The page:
Sri Lanka establish firm foundation at SSC

Charlie Austin

December 27, 2001

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It started in blistering sunshine and ended prematurely because of a spectacular tropical storm, but otherwise the first day of the Janashakthi National Test series was boringly predictable. Zimbabwe's self-disciplined seamers concentrated on containment and the cricket was attritional, as the patience of Sri Lanka's free scoring batsmen was tested to the full.

But despite the best efforts of Zimbabwe's bowlers, when Sri Lanka re-start their innings tomorrow, probably late because the severity of the thunderstorm, they do so in charge on 211 for three thanks to half centuries from Sanath Jayasuriya (92) and Kumar Sangakkara (62 not out).

Nevertheless, Zimbabwe will not be overly disappointed. The presence of rain only boosts their stated aim of "grabbing a couple of draws" and the day would have ended much worse were it not for a double strike by part-time off-spinner Trevor Gripper in the evening session.

At one stage, Sri Lanka were building the foundations for another huge total at the SSC - to follow the 610-6 against India, 559-5 against Bangladesh and 627-9 against West Indies - apparently cruising on 150 for one. By then the tourist's decision to bowl first on a dry, flat pitch looked stupid in the extreme.

True, they had picked four seamers after the withdrawal of Murphy and this was the same venue at which they had been bundled out for 38 in a one-day match earlier in the tour, but this was plum surface for batting and an ideal opportunity to put pressure on Sri Lanka. Instead, the home side were slowly compiling a sizeable first innings score, content in the knowledge that, with some wear and tear, the wicket would suit Muttiah Muralitharan to a tee.

However, Gripper came to the rescue with his innocuous looking off-breaks. Playing in his tenth Test, he only had one wicket before today, but denied Jayasuriya his ninth Test century, as the left-hander tried to sweep and was caught off his glove by Andy Flower (150 for two).

Then, Mahela Jaywardene (18) started with a bang, clouting fast bowler Travis Friend for 14 in an over and four boundaries in all, before he disdainfully tried to launch Gripper straight down the ground. He mistimed his shot and Carlisle, sprinting 30 metres backwards from mid on, clung onto a brilliant catch (170 for three).

Sangakkara and Russel Arnold hung onto till the close, Sangakkara in some style as he swung Gripper for six to bring up his seventh Test fifty. Arnold 's 51 minute innings was a more dogged affair and he may well have been saved by inconclusive television replays that made it impossible to tell whether a thin edge off medium pacer Gary Brent had carried through to the wicket-keeper.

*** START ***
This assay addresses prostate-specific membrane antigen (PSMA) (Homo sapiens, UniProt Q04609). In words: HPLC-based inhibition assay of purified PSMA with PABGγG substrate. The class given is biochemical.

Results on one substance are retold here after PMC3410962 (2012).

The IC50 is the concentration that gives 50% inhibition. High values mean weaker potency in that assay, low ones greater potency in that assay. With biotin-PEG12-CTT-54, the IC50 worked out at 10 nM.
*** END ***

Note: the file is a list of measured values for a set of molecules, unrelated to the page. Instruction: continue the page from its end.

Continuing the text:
That was not the only time that Zimbabwe looked unlucky. Earlier in the day, when he had scored just one, Marvan Atapattu looked to have been caught off pad via bat at short leg. Then, shortly afterwards, Jayasuriya survived a vehement appeal for a catch behind of Friend, with umpire Riazruddin apparently adjudging that the ball had either missed completely or had been squeezed onto the ground.

Thereafter, Atapattu and Jayasuriya sedately added 78 for the first wicket, as Zimbabwe bowled outside their off-stump with a fortified ring of fielders and the occasional sweeper on the cover boundary.

The run scoring would have ground to a complete halt if Jayasuriya hadn't zeroed in on every loose delivery proffered. Friend was the most generous, guilty of over pitching, as the left-hander clubbed him for six boundaries. Olonga, too, received some stick, as he strayed on to leg-side and was whipped to the boundary. Streak and Brent were far tighter.

Streak eventually broke through as Atapattu lost his balance and tickled a leg-side catch to Flower.

Earlier in the day, Sri Lanka had plumped for three fast bowlers - Chaminda Vaas, Nuwan Zoysa and Charitha Buddika Fernando - which had caused some surprise on a drier than normal SSC pitch. With the inexperienced Gripper occasionally extracting significant turn already, an extra spinner would have been useful to winkle out the Zimbabwean batsmen.

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Charlie Austin Sri Lanka editor When Charlie Austin left for Sri Lanka after graduating from Sussex University, he was a planning a winter's cricket in the tropics and a six-month stint with an environmental NGO. His mother's worst fears were soon realised when it became clear that he had fallen in love with the island. Six months have now become eight years and Colombo has become his home. He joined Cricinfo in February 2000 and now heads operations in Sri Lanka, responsible for both sales and editorial. He is also the director of a UK-based travel company called Red Dot Tours, and is currently ghosting Muttiah Muralitharan's autobiography.
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